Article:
11 Cheshvan 5781 / Thursday, October 29, 2020 | Torah Reading: Lech Lecha
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Shoftim: Fate of the False Witness    

Shoftim: Fate of the False Witness

When witnesses falsely accuse a person, they intend to do damage. Their malicious thoughts set in motion a new and negative reality...


How powerful are our thoughts? If someone has evil intents that never come to fruition, where do those thoughts go? A fascinating explanation to these questions is given by the Maharal of Prague (1525-1609). His insights will hopefully shed an important light on how powerful thoughts really are. However, in order to properly understand his explanation we need to start with a discussion of a thought-provoking commandment in this week's Torah reading.
Two witnesses come to a Jewish court and testify that a random fellow we'll call Sam transgressed a Torah prohibition. For example, they said Sam ate non-kosher food, desecrated the Shabbat, or killed someone and deserves to be punished. The court hears and decides, based on their testimony, that Sam is guilty as charged. However, between the sentencing and the actual execution of his punishment, two new witnesses come and debunk the entire testimony of the first group of witnesses explaining to the court that these first witnesses have no right or ability to testify since they were nowhere near the scene of the crime.
What do you think, dear reader? What should be done to the first witnesses? A monetary fine? A few months in prison? Corporal punishment? According to the Torah we give the first witnesses the exact same punishment they tried to perpetrate on the defendant. That's right. If they testified that Sam deserves lashes, they get lashes. If they attempted to give him the death penalty, they get killed. Probably most of us find this approach to perjury somewhat surprising. Even though we wouldn't sing the praises of the first set of witnesses but isn't the measure-for-measure approach a little extreme?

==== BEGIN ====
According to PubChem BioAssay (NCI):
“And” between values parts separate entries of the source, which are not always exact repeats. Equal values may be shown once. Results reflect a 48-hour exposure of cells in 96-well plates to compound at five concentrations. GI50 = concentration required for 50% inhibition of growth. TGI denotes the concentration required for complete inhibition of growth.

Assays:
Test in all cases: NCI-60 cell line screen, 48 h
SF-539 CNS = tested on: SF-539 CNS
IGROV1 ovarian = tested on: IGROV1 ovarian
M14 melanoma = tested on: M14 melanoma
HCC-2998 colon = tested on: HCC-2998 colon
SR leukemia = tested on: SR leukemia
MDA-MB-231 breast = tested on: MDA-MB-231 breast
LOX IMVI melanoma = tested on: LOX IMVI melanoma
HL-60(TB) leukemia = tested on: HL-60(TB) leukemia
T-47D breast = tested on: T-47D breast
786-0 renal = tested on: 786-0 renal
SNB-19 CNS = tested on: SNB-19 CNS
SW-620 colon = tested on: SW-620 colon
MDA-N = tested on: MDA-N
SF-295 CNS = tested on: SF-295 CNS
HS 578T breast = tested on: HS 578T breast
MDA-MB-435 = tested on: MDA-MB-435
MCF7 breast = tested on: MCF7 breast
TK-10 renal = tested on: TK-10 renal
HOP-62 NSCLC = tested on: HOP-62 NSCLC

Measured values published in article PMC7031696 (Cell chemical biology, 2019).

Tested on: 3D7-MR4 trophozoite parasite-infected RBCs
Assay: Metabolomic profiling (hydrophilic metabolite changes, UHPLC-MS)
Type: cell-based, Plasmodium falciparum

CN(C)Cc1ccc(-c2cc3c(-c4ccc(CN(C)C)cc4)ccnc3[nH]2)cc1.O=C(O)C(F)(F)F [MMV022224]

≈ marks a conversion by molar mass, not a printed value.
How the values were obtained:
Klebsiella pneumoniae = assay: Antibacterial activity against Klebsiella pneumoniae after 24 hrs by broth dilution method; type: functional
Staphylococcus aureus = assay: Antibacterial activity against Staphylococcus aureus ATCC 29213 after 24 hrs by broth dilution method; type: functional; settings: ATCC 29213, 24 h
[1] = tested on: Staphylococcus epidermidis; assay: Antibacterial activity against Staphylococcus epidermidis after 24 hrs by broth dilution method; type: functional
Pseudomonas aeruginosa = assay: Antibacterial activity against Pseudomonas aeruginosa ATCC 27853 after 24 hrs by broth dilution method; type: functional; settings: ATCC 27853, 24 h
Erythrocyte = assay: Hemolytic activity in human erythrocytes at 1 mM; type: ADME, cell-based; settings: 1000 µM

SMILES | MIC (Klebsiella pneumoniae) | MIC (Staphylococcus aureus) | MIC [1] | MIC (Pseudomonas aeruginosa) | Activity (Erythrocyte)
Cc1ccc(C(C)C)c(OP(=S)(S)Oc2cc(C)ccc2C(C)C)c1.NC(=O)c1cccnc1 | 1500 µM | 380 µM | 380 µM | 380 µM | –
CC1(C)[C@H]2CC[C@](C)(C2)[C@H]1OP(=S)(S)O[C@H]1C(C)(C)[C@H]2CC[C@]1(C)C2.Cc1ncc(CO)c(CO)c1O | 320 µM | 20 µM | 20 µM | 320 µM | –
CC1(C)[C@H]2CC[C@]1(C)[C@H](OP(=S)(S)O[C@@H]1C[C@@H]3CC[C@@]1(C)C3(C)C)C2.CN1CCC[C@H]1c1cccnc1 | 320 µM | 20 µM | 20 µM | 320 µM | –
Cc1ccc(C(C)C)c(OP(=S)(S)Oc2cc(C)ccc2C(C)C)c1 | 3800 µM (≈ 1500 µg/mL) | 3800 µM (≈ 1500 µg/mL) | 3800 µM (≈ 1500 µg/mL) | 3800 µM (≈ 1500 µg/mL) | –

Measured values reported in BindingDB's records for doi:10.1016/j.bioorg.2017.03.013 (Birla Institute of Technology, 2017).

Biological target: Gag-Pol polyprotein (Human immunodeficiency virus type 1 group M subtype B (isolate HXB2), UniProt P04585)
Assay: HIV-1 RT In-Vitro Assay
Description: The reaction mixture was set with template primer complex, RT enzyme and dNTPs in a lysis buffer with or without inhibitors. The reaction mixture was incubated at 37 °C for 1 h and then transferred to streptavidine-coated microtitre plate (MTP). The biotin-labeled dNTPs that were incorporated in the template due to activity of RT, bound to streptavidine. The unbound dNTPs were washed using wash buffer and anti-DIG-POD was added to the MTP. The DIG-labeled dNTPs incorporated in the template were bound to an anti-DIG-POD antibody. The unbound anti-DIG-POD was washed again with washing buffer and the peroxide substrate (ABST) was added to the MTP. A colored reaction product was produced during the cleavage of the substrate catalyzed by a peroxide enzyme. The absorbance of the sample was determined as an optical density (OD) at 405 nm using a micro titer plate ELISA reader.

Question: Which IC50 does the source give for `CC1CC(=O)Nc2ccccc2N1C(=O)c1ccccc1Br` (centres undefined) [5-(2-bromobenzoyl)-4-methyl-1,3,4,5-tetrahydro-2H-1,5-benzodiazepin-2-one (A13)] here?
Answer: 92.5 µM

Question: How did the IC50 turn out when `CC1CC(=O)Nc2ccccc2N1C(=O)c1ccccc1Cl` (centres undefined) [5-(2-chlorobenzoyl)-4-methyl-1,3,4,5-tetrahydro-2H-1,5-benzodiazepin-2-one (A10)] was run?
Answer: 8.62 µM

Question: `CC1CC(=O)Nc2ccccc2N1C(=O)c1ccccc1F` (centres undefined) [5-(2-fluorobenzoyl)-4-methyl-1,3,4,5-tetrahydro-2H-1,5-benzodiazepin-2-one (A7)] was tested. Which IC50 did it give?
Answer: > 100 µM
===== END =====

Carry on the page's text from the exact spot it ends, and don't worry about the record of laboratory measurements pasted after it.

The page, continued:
On this issue the Maharal explains the internal workings of the witnesses' actions. From his words we can discover how powerful thoughts really are.
In order to understand his words, let's first analyze what the witnesses did wrong and why they are deserving of punishment. Surely, they are not accountable for directly hurting someone since their misdeed was only verbal. We might want to punish them for the fright or emotional anguish they caused the defendant but the possibility of receiving lashes or the death penalty solely for causing distress seems extreme.. Obviously the only thing which was clearly wrong was their evil intentions. They schemed to hurt and for this they are held accountable. However, if their transgression was limited to their thoughts and speech, why is this a reason for punishment?